At least England were still in the competition, progressing somewhat unexpectedly to the semi-final against West Germany. Gazza was winning the hearts of the nation, but it was the wide midfielder Chris Waddle who had captured my attention. No Clough. No Gullit. No problem. I had a new hero…Chris Waddle. But why did I do it to myself?! For those who don’t know, the match ended 1-1 and went to penalties. It was 3-3 when Staurt Pearce, Nottingham Forest’s captain, stepped up to take his penalty. He will definitely score, I thought to myself, he doesn’t miss. Pearce struck the ball to the left of the centre and, despite diving to his right, Bodo Illgner saved the ball with his legs. Germany, as you would expect, converted their next spot kick. Then up stepped Chris Waddle to keep England in the tournament. However, it wasn’t to be for England or Chris Waddle, as he smashed a ball so high and wide that NASA have been following its trajectory for the past twenty-nine years.
My footballing world crumbled around me. My favourite players were either at home, had played poorly or had not scored when they should have done. What was going on? I couldn’t stop myself and the tears began to flow, football had broken my heart for the first time and unfortunately not the last.
After the World Cup, Gullit returned to Italy playing for Milan and Sampdoria before seeing out his playing career at Chelsea. Whilst I followed his career and always had a soft spot for him, my adulation for him never again reached the post-1988 European Championship level; feeling betrayed by his performance at Italia 90, Gullit was no longer my favourite footballer. A situation that I’m sure, despite having never met him, he continues to regret to this day!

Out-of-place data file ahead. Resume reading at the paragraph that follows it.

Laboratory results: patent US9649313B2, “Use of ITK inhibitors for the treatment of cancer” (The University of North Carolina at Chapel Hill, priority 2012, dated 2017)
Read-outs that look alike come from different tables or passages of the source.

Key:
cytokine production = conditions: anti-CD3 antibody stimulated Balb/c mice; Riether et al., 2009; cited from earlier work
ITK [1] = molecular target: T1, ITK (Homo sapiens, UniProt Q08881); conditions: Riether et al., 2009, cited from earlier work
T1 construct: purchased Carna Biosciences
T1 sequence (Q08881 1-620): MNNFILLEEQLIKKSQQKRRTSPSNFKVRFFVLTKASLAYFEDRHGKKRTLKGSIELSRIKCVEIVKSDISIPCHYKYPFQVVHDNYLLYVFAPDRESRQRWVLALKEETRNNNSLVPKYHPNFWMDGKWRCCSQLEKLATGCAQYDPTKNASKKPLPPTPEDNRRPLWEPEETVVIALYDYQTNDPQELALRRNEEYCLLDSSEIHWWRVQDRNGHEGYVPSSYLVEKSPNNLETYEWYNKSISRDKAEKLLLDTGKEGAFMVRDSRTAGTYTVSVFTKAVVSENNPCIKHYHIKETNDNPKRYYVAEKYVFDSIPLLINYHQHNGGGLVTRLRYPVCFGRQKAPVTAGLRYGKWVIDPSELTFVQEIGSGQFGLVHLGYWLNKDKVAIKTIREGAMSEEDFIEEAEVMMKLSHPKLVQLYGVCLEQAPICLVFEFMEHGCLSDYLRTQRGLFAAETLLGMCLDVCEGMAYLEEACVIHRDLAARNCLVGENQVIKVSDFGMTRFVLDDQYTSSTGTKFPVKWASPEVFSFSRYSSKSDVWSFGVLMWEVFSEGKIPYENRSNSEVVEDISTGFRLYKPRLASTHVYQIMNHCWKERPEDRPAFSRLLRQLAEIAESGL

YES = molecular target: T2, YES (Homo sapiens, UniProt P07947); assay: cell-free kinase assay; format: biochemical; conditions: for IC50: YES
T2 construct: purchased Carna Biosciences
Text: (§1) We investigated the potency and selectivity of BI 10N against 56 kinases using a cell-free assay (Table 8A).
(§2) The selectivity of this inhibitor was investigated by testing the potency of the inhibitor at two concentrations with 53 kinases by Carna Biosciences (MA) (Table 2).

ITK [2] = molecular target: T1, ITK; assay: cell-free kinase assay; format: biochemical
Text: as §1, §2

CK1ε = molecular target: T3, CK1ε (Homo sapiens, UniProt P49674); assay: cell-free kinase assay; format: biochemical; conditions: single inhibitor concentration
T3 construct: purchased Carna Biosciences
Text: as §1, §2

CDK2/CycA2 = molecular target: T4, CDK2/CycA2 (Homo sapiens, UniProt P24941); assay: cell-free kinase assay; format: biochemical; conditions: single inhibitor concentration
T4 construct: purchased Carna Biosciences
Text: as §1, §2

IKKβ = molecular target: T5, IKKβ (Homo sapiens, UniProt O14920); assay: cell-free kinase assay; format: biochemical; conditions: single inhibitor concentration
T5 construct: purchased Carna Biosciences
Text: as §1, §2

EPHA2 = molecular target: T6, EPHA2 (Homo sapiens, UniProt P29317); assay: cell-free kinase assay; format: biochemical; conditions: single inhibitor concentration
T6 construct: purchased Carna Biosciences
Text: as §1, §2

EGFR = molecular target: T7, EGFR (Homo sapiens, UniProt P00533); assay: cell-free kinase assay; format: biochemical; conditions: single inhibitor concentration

Just as with Gullit, my memories of Clough are shrouded in the nostalgic, rose-tinted glasses of a young boy. He wasn’t the quickest player, but in a side like Forest, one that was built around his talents, he was brilliant. His vision and reading of the game were second-to-none, he created chances for teammates as well as weighing in with goals himself, and with his father as manager, it seemed impossible that he would ever leave. But he did. After Forest’s relegation from the Premier League in 1993, Clough signed for Liverpool, again breaking my heart in the process. The day after the transfer was announced, I locked myself in the bathroom and cried having convinced myself that he would never leave. Clough made me cry once more when he was announced as manager of Derby County in 2009, but the hurt wasn’t the same, the scars were not so deep, and the betrayal not quite so raw.
After the World Cup, Chris Waddle continued to play in France for Marseille. I followed his career through Transworld Sport, a show broadcast on Channel 4, before he transferred to Sheffield Wednesday for the 1992-93 season. He was selected as the Football Writers Association Player of the Year in 1993 and in everyone’s eyes, except for manager Graham Taylor’s, should have been recalled to the England national team. But it wasn’t to be. Injuries slowed his game and he ended up winding down his career with lower league teams, including my local side Torquay United, where he played for a short period.
I’m grateful to my first footballing loves for the lessons that they have taught me and, while I have been unable to stop myself from falling in love in the years that have passed (Alessandro Del Piero, Andrea Pirlo and Pep Guardiola to name a few), I don’t give my heart away so freely anymore. That said, if I was given the option to go back and change things – to not turn on the television and fall in love with Gullit or football, save myself the many heartbreaks that have followed – I wouldn’t even consider it for a minute. Football never feels as good as when you are falling in love with it.